Dark age of strikes is over for good
Thursday 16 June 2011
There are people in Britain's old mining villages or around Wapping in east London who are still not on speaking terms because they were on opposite sides of the bitter industrial conflicts of the 1980s. The resentment that strikers felt against workers who crossed the picket lines has endured for a generation.
Because of the huge numbers who are being called out in the next wave of strikes, it is almost inevitable that there will be strike breakers again – and their numbers are likely to go up rather than down if the dispute drags on. Occasionally, companies may boost the numbers of strike breakers by bringing in temporary workers – as during the Royal Mail dispute in 2009.
Strike breakers collect their pay while those on the picket line sacrifice theirs. And if the union representing the workers succeeds in wringing concessions from employers, the strike breakers pick up the benefits in the same way as the strikers. It is not surprising that they are resented.
But however great the ill feeling, they are not likely to experience the kind of intimidation that formed the dark side of disputes of the past. The law no longer permits mass pickets, which once made crossing the line a very daunting experience. And the communities in which today's public-sector workers live are not like the old pit villages, where all the neighbours knew who went on strike and who was a "scab". The unions will plead and cajole, but in the end no one will be forced to strike if they really object to it.
A Downing Street source said last night: "People have the right to strike, but they also have the right to work. If people want to work, they will have our full support."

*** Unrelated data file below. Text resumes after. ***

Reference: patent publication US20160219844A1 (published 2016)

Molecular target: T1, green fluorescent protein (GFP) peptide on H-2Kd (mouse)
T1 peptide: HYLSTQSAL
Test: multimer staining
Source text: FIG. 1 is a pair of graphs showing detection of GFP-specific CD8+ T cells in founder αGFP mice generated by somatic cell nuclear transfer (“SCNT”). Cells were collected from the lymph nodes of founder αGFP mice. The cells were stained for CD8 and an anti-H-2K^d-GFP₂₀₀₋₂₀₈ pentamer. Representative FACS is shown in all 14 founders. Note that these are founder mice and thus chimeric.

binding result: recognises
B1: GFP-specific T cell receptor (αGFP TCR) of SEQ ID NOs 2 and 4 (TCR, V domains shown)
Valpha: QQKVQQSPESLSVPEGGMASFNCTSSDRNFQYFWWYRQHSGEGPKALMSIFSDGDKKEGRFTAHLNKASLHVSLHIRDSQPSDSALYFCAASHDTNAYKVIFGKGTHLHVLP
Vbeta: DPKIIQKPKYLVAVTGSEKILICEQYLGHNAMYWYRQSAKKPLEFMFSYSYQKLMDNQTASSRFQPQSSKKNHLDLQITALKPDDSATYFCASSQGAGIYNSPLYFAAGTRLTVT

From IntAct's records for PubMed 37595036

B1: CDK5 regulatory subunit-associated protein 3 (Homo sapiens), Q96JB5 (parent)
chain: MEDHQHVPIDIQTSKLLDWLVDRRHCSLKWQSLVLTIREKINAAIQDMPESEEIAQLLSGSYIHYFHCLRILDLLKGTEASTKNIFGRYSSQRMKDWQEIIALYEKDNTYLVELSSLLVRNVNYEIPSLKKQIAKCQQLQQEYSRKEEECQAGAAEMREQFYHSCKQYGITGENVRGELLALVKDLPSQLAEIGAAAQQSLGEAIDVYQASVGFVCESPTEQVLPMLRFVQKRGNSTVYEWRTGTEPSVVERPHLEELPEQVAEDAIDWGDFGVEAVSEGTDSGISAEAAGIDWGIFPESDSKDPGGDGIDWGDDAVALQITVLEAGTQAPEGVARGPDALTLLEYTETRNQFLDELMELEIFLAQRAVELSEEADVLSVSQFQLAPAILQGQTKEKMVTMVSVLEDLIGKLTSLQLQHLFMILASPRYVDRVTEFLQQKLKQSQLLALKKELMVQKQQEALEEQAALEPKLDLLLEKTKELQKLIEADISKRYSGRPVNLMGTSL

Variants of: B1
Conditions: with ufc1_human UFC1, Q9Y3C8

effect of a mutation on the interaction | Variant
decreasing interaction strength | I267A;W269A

- 1 Students heading off to 'charity challenge' grounded at Gatwick after travel firm goes bust
- 2 Notting Hill Carnival: Woman shares selfie after being ‘punched in face for telling man to stop groping her’
- 3 Daily Show's Jon Stewart destroys Fox News for its Ferguson coverage
- 5 Like Jennifer Aniston, I am no less of a woman because I am childless
Ashya King missing: Police hunt five-year-old boy with brain tumour snatched from Southampton hospital by his parents
YouTube video posted by Isis militants shows 'execution of 250 Syrian soldiers'
Daily Show's Jon Stewart destroys Fox News for its Ferguson coverage
Californian drought is so severe it's 'causing the ground to move'
Botched ice bucket challenge leaves man critically injured after plane drops hundreds of gallons of water
Exclusive: We share blame for creating 'jihad generation', says Muslim strategist
Robin Williams Emmys tribute led by Billy Crystal criticised for including 'racist' joke about Muslim woman
The Rotherham child abuse scandal is a tale of apologists, misogyny and double standards
Scottish independence TV debate: Pumped-up Alex Salmond bounces back in bruising second round against Alistair Darling
Do you realise just how foolish the UK looks?
Ukip Douglas Carswell defection: Tory MP jumps ship to join Nigel Farage
- < Previous
- Next >
£350 - £400 Per Day: Clearwater People Solutions Ltd: Our client based in Cent...
£17000 - £20000 Per Annum Bonus, Life Insurance + Other Benefits: Clearwater P...
£450 - £500 per day: Orgtel: SAS Business Analyst, London, Banking, Credit Ris...
£32000 - £38000 Per Annum Bonus, Life Insurance + Other Benefits: Clearwater P...